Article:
Germ cell ovarian cancer is a rare type of ovarian cancer. Most germ cell tumors are benign. But germ cells in the ovaries can form malignant tumors, which can spread to other parts of the body without treatment.
Sex and gender exist on spectrums. This article will use the terms “male,” “female,” or both to refer to sex assigned at birth.
In this article, we look at the types of germ cell tumors, staging, diagnosis, treatment, and outlook.
Germ cell tumors develop from the germ cells, which are the cells that form eggs.
According to the American Cancer Society (ACS), germ cell ovarian cancer is rare, accounting for of ovarian cancer cases. They are most common in adolescents and young females between 15–19 years of age.
In most cases, treatment is effective in curing germ cell ovarian cancer, especially when people receive an early diagnosis and treatment.
Different types of malignant germ cell ovarian tumors include:
Dysgerminoma is the
Other symptoms include:
Germ cell ovarian cancer may spread through the body via the blood, tissues, and lymphatic system.
Healthcare professionals use the
Each stage is also split into sub-categories that detail more specifically where the cancer occurs.
Researchers are not sure what causes germ cell ovarian cancer. But Turner’s syndrome can increase a person’s risk for developing it.
Turner’s syndrome is a genetic condition that only affects females. A person with Turner’s syndrome has one X sex chromosome instead of two.
Risk factors of developing ovarian cancer can include :
To diagnose a germ cell tumor, a doctor will assess any symptoms and carry out a physical examination.
They may carry out a pelvic exam to check the pelvis, vagina, and abdominal area. They may also carry out certain tests, such as:
In most cases , surgery will remove the ovary and fallopian tube where the germ cell tumor is present. This is called a unilateral salpingo-oophorectomy. This is the typical treatment if the tumor has not spread.
A person may only require surgery for stage 1A dysgerminoma or stage 1A immature teratoma.
People will need to attend regular checkups involving blood tests and scans to make sure that the cancer has not returned.
In some cases, people may need surgery to remove both ovaries and fallopian tubes, which is called a bilateral salpingo-oophorectomy. The surgeon may also remove the uterus.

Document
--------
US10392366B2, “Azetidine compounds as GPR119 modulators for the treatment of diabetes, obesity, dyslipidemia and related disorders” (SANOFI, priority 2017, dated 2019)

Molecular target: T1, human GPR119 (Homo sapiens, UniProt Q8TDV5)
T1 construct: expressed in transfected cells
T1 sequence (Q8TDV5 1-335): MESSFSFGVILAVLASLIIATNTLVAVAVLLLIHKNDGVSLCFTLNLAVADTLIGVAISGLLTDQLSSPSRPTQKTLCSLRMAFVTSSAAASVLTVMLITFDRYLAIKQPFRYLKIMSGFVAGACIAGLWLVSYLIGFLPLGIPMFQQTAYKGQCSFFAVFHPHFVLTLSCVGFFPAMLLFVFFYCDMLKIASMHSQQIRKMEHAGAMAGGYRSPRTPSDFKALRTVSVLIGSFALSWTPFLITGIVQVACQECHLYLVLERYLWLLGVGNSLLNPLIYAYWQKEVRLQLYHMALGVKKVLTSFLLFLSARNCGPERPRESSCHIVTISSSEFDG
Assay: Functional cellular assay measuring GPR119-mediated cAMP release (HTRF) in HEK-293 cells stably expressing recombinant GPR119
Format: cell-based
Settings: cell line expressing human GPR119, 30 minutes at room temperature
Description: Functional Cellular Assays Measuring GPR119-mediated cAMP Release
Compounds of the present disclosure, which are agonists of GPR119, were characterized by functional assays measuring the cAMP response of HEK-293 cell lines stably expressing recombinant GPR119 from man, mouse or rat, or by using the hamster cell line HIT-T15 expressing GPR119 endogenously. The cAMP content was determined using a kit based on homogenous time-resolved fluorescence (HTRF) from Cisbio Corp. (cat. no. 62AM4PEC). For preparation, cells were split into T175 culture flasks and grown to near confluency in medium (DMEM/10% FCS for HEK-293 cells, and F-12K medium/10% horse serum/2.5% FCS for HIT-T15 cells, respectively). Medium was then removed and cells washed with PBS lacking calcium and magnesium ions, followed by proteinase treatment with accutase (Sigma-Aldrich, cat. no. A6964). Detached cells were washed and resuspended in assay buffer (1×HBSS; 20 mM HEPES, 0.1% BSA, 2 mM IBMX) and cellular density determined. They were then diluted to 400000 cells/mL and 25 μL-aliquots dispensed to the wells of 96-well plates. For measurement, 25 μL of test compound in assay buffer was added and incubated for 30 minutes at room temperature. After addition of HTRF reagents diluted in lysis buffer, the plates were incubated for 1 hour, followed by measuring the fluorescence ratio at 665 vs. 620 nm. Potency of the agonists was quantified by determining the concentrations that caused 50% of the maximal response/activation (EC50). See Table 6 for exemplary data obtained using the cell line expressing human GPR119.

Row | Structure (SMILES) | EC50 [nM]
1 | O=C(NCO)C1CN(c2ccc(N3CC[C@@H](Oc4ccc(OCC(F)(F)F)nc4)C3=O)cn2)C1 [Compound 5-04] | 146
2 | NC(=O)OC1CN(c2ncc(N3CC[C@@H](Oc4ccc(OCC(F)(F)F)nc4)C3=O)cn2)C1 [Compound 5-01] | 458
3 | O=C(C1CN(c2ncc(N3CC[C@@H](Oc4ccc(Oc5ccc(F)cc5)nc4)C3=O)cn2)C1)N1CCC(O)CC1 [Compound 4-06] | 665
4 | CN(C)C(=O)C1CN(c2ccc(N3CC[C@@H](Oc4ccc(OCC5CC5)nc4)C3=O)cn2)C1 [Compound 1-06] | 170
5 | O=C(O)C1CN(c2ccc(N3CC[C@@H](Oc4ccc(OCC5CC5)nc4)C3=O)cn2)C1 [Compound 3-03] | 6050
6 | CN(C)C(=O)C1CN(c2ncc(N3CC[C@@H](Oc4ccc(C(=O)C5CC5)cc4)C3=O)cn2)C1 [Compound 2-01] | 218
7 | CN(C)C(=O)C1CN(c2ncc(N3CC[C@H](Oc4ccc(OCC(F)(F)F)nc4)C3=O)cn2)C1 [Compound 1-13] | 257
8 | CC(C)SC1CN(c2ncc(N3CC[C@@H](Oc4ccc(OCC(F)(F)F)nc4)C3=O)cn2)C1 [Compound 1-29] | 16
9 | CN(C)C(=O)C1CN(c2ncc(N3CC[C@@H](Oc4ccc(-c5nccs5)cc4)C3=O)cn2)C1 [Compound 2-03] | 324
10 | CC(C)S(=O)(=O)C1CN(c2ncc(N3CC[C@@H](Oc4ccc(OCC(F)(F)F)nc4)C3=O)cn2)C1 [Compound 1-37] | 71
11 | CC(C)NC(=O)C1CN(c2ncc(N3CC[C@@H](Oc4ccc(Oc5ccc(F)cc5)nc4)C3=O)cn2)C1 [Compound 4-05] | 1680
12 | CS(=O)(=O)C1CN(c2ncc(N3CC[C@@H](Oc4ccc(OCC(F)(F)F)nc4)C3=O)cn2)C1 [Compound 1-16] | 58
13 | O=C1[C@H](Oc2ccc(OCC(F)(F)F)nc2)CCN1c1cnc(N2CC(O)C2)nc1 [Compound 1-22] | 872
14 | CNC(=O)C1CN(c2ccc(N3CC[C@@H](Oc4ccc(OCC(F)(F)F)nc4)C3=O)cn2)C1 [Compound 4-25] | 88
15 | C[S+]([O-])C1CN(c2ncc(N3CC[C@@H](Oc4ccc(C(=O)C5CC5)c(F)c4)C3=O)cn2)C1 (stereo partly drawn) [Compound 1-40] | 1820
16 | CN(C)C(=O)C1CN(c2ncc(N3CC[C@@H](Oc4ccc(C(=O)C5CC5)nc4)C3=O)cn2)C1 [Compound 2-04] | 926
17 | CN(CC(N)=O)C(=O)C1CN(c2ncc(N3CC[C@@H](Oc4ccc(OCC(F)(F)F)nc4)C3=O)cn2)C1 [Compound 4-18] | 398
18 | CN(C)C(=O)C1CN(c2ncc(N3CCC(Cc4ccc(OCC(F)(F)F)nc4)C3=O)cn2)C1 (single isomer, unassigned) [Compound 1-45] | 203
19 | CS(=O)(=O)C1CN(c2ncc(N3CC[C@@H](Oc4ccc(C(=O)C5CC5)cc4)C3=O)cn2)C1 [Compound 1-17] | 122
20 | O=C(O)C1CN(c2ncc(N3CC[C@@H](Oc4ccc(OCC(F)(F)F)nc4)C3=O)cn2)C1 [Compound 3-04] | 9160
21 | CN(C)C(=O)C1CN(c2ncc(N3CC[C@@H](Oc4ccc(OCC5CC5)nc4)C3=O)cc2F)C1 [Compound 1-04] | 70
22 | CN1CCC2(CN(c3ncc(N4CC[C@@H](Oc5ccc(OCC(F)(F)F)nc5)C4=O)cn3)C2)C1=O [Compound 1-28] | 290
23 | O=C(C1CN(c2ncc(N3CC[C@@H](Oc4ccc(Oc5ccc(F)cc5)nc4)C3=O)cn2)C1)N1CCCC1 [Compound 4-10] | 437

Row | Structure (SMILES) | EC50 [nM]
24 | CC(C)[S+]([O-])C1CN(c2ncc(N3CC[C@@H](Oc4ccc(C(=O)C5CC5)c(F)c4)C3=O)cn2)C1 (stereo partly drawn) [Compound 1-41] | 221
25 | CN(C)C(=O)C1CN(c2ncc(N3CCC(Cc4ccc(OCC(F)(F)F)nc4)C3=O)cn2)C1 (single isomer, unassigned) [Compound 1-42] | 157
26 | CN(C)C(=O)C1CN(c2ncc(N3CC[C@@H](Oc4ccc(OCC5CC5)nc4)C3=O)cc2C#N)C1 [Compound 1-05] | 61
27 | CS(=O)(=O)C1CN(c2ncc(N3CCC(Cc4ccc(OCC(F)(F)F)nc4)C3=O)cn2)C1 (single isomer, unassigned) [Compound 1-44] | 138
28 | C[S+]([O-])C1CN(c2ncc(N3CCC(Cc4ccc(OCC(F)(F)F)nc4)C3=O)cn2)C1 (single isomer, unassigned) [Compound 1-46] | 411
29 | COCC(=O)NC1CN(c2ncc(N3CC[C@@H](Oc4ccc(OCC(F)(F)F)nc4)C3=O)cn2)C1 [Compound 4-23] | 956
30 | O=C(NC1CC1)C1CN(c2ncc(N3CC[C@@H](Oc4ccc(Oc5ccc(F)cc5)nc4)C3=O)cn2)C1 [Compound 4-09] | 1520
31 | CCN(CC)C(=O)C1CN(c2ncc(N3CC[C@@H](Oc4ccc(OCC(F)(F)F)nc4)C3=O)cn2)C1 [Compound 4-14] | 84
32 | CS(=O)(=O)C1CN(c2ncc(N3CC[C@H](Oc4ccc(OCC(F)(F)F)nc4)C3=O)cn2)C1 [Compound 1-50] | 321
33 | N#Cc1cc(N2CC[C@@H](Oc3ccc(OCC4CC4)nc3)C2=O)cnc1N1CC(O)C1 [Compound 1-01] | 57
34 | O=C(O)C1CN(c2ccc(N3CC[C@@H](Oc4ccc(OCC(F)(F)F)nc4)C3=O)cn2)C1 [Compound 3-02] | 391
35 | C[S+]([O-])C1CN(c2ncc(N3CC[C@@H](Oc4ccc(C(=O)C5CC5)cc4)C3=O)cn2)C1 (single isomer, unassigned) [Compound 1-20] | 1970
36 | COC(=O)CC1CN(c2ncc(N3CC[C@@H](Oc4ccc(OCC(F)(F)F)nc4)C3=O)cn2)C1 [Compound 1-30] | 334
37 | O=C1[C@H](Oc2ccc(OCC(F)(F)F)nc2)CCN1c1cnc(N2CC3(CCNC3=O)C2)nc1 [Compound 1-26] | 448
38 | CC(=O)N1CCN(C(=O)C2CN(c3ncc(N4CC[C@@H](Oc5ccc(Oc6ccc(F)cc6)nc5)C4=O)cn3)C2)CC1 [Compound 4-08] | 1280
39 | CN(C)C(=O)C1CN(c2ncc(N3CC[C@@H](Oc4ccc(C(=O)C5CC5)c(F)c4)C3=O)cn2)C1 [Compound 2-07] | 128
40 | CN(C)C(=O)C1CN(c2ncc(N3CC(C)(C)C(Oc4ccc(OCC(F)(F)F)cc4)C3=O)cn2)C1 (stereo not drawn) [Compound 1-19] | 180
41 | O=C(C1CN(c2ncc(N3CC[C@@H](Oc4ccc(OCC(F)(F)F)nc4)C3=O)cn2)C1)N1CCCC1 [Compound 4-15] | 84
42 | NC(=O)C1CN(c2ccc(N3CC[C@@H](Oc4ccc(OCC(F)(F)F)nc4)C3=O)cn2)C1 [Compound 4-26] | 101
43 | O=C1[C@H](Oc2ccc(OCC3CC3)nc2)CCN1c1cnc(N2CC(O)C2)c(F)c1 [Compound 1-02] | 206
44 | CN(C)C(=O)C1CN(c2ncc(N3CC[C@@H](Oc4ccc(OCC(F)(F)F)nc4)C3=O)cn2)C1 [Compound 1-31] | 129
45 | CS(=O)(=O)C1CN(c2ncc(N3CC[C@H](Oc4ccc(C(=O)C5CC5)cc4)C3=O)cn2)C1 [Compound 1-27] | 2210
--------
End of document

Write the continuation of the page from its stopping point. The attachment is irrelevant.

If the tumor has spread outside of the ovaries, people may need to undergo chemotherapy.
People may receive chemotherapy to shrink and kill cancer cells.
People may receive chemotherapy:
To treat germ cell ovarian cancer, people may have a type of chemotherapy called PEB, which consists of the following drugs:
After treatment for germ cell ovarian cancer, people may still require regular checkups for several years to check that the cancer has not returned.
The frequency of tests may reduce over time if doctors do not find anything abnormal.
Some people may experience side effects of treatment months to years afterward . Doctors refer to these as long-term or late effects.
Treatment with bleomycin can affect the lungs if people have any treatments that involve high doses of oxygen.
Some treatments may affect fertility, although this uncommon.
If people require surgery to remove both ovaries, both fallopian tubes, and the uterus, they will not be able to conceive. The removal of both ovaries will cause a person to enter surgical menopause. This means that they will go through menopause immediately.
Chemotherapy may help to reduce the amount of surgery people require, which may help to maintain fertility.
Chemotherapy can also reduce the number of healthy eggs in the ovaries.
People can discuss fertility when making a decision with their healthcare team about treatment options. If people have had surgery to remove an affected ovary and fallopian tube, it is still likely they will be able to have children.
There is no clear strategy for preventing germ cell ovarian cancer.
A person can take combined hormonal birth control pills (ones with estrogen and progestin) to help reduce the risk of ovarian cancer by 20% for every 5 years of taking the pill.
Removing the fallopian tubes with a procedure called salpingectomy may help to reduce the risk of ovarian cancer.
Dysgerminomas are usually slow to grow or spread. If dysgerminomas are only present in the ovary, surgical removal of the ovary can cure
If the tumor has spread farther than the ovary, or is recurrent, cancer treatments including surgery, radiation therapy , and chemotherapy can effectively control or cure the cancer in around 90% of cases.
According to the ACS, germ cell ovarian cancer has a good outlook overall, with
Outlook for germ cell ovarian cancer can depend on: